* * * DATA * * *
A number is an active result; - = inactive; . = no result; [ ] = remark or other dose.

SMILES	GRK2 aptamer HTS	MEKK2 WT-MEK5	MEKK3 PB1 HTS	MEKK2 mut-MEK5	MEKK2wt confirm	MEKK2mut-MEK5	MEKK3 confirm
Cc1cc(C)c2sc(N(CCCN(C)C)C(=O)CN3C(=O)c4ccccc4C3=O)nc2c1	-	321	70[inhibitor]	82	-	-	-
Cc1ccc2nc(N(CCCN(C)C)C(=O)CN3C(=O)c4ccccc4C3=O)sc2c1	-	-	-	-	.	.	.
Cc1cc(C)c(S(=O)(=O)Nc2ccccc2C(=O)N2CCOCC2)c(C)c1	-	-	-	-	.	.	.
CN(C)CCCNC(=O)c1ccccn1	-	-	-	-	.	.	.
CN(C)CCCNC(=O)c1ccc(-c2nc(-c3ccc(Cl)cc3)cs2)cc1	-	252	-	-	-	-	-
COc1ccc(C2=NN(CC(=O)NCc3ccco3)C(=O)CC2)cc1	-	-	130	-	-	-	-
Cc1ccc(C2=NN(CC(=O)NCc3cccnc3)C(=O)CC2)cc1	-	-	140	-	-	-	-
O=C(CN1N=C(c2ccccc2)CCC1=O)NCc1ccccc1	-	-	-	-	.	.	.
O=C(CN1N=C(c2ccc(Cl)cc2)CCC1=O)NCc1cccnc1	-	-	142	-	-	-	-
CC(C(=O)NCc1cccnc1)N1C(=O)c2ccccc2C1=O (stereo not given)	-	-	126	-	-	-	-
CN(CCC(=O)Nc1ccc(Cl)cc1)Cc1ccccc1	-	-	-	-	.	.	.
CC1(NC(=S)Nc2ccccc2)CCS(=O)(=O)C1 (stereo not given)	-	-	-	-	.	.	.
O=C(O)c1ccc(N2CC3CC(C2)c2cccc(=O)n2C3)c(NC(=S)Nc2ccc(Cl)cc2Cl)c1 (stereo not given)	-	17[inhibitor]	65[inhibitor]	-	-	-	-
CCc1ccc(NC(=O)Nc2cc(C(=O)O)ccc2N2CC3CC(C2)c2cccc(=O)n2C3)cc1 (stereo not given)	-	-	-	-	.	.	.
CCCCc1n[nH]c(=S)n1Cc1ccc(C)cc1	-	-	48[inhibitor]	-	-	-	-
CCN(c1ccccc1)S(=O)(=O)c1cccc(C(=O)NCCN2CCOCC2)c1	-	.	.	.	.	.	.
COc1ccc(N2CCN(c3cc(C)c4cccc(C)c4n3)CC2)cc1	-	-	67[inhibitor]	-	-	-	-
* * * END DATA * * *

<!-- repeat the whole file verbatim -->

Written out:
A number is an active result; - = inactive; . = no result; [ ] = remark or other dose.

SMILES	GRK2 aptamer HTS	MEKK2 WT-MEK5	MEKK3 PB1 HTS	MEKK2 mut-MEK5	MEKK2wt confirm	MEKK2mut-MEK5	MEKK3 confirm
Cc1cc(C)c2sc(N(CCCN(C)C)C(=O)CN3C(=O)c4ccccc4C3=O)nc2c1	-	321	70[inhibitor]	82	-	-	-
Cc1ccc2nc(N(CCCN(C)C)C(=O)CN3C(=O)c4ccccc4C3=O)sc2c1	-	-	-	-	.	.	.
Cc1cc(C)c(S(=O)(=O)Nc2ccccc2C(=O)N2CCOCC2)c(C)c1	-	-	-	-	.	.	.
CN(C)CCCNC(=O)c1ccccn1	-	-	-	-	.	.	.
CN(C)CCCNC(=O)c1ccc(-c2nc(-c3ccc(Cl)cc3)cs2)cc1	-	252	-	-	-	-	-
COc1ccc(C2=NN(CC(=O)NCc3ccco3)C(=O)CC2)cc1	-	-	130	-	-	-	-
Cc1ccc(C2=NN(CC(=O)NCc3cccnc3)C(=O)CC2)cc1	-	-	140	-	-	-	-
O=C(CN1N=C(c2ccccc2)CCC1=O)NCc1ccccc1	-	-	-	-	.	.	.
O=C(CN1N=C(c2ccc(Cl)cc2)CCC1=O)NCc1cccnc1	-	-	142	-	-	-	-
CC(C(=O)NCc1cccnc1)N1C(=O)c2ccccc2C1=O (stereo not given)	-	-	126	-	-	-	-
CN(CCC(=O)Nc1ccc(Cl)cc1)Cc1ccccc1	-	-	-	-	.	.	.
CC1(NC(=S)Nc2ccccc2)CCS(=O)(=O)C1 (stereo not given)	-	-	-	-	.	.	.
O=C(O)c1ccc(N2CC3CC(C2)c2cccc(=O)n2C3)c(NC(=S)Nc2ccc(Cl)cc2Cl)c1 (stereo not given)	-	17[inhibitor]	65[inhibitor]	-	-	-	-
CCc1ccc(NC(=O)Nc2cc(C(=O)O)ccc2N2CC3CC(C2)c2cccc(=O)n2C3)cc1 (stereo not given)	-	-	-	-	.	.	.
CCCCc1n[nH]c(=S)n1Cc1ccc(C)cc1	-	-	48[inhibitor]	-	-	-	-
CCN(c1ccccc1)S(=O)(=O)c1cccc(C(=O)NCCN2CCOCC2)c1	-	.	.	.	.	.	.
COc1ccc(N2CCN(c3cc(C)c4cccc(C)c4n3)CC2)cc1	-	-	67[inhibitor]	-	-	-	-